- Ideal PPFD Levels
- Measuring PPFD
- Factors Limiting Lighting
The yield or output of an indoor cannabis flower room is limited by the size of the room or available space. This means that the size of your cultivation space will also determine the amount of light that is needed. Photosynthetic Photon Flux (PPF) and Photosynthetic Photon Flux Density (PPFD) levels can help growers determine the best lighting solutions for their indoor cultivation spaces. When the amount of lighting is insufficient in a flower room, the result is a lower quality cannabis and lower quantities. If plants receive too much light at too high of an intensity then they can receive light burn. High-Intensity Discharge (HID) lights are commonly advertised for a certain growing space based on the lamp’s wattage, for example a 1000w HID light is recommended by light manufacturers to be optimal in a 5’x5’ grow space. Instead of using wattage to determine how much light is needed, growers should measure the amount of light the plant canopy is receiving. Remember, HID lights give off light within the 400nm-700nm light spectrum range which is considered Photosynthetically Active Radiation (PAR). This PAR light specifically is what is important because plants need light that is within this range to grow. The light is measured in a unit called photons. It’s not just about getting adequate lighting, but specifically getting adequate PAR photons.
Ideal PPFD Levels
The ideal PPFD levels are between 700-900 µmol (PPFD) for indoor cultivation spaces and there should not be any spots on the top of the canopy that is receiving less than 500 µmol (PPFD). Plants that receive less than 500 µmol (PPFD), will produce smaller buds with more “larf” or less-dense and leafy buds when compared to flowering cannabis plants that receive ideal PPFD levels. Many growers may try to add more light than necessary to an indoor grow space to provide as many photons of light to their plants, but there is also a limit to the density of photons that cannabis plants can use. Larger cannabis plants can handle higher levels of PPFD, up to 1500 µmol (PPFD), if enough supplemental CO2 is applied to the grow space on a consistent basis and additional environmental factors such as temperature and relative humidity are also optimal. Their light intake can be somewhat limited by the amount of ambient CO2. If PPFD levels exceed 2000 µmol (PPFD) indoors, then it is possible that the quality and quantity in yields could be diminished in extreme cases. Excessive levels of PPFD can eventually lead to plant tissue damage. Plants will try to protect themselves through photo protection responses as a result of excessive lighting. Photoinhibition decreases the rate of photosynthesis as a result of light stress. Chlorosis will eventually set in when photoinhibition no longer effectively protects a plant.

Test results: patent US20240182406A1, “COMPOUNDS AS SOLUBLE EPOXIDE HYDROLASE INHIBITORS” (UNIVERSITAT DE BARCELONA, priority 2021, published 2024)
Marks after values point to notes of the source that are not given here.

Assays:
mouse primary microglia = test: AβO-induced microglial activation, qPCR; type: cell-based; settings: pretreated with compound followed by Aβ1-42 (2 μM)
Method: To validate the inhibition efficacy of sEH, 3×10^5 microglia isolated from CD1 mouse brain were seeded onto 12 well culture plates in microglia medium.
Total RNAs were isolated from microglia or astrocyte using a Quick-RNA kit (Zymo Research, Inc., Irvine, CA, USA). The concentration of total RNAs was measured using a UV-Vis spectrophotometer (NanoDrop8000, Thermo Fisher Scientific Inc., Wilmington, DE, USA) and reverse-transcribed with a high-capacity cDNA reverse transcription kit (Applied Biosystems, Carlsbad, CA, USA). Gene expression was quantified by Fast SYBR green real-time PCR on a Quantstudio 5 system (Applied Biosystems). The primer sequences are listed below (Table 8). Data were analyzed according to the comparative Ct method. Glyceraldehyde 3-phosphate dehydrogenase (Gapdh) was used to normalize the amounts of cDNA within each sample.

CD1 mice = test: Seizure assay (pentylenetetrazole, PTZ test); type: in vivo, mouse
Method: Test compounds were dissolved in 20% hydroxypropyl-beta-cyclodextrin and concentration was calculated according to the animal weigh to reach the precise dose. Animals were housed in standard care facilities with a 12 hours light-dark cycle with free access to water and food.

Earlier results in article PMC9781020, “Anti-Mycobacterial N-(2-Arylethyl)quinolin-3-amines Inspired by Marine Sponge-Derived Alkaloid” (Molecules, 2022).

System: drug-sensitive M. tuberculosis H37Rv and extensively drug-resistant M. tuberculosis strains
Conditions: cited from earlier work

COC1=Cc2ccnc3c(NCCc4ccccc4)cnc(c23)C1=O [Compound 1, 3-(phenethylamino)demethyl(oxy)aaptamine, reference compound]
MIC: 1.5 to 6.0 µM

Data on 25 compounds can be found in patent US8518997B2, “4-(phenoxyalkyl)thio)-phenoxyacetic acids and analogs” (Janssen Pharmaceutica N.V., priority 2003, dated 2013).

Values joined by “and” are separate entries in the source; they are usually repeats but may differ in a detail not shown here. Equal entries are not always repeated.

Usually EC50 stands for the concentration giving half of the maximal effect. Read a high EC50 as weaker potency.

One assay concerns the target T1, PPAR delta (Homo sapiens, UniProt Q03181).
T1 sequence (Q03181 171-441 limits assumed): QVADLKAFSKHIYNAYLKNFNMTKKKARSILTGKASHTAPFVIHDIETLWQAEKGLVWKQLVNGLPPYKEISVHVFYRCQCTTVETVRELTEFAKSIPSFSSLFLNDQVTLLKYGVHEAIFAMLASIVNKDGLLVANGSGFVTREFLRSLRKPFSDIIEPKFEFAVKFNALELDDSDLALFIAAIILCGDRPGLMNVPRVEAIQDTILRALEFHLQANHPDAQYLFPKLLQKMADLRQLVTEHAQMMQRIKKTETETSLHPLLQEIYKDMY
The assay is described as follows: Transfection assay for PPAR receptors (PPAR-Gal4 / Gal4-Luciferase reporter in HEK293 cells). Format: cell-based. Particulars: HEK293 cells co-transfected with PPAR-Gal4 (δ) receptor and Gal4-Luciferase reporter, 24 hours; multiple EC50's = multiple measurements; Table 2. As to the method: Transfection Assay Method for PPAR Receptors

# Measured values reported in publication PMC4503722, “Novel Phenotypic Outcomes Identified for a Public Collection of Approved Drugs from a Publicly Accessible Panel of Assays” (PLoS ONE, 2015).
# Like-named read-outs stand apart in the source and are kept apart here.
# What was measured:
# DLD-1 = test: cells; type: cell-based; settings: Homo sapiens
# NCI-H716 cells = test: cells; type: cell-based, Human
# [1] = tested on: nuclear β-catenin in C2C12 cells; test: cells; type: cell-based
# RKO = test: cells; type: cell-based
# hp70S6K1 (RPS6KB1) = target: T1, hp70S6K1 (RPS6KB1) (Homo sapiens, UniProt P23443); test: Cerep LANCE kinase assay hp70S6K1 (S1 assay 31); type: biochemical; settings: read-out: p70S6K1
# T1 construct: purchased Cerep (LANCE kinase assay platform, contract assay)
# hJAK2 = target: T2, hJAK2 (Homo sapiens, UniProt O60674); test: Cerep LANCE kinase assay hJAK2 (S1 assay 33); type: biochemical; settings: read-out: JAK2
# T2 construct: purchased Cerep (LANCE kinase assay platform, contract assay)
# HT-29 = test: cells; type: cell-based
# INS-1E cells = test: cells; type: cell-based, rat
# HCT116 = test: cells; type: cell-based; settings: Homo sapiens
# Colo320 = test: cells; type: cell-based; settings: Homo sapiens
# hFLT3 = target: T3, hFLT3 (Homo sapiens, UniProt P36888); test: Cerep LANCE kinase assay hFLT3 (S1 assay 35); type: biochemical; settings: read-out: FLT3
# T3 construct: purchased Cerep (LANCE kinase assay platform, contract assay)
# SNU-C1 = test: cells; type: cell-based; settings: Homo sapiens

Wattage is not the correct metric to measure the amount of usable light for plants. Instead, growers should focus on using Photosynthetic Photon Flux (PPF) and Photosynthetic Photon Flux Density (PPFD) to measure the amount of usable light for plants. PPF is the measurement of PAR photons and PPFD is the measurement of the PAR photon density in a certain space. This applies to all types of lights used in cultivation HID, LEC, and LED.
Factors Limiting Lighting
There are other environmental factors that can limit a plant’s uptake of light for photosynthesis. The environment’s temperature, CO2 levels, and relative humidity are all factors that can affect a plant’s rate of photosynthesis. Not only environmental factors, but a plant’s overall health can also affect its rate of photosynthesis.
Chandra, Suman, et al. (2008) “Photosynthetic response of Cannabis sativa L. to variations in photosynthetic photon flux densities, temperature and CO2 conditions”. Physiology and Molecular Biology of Plants v.14, i. 4.
Chandra, Suman, et al. (2008) “Light dependence of photosynthesis and water vapor exchange characteristics in different high Δ9-THC yielding varieties of Cannabis sativa L.”. Journal of Applied Research on Medicinal and Aromatic Plants, v.2, i.2, June 2015, pp.39-47.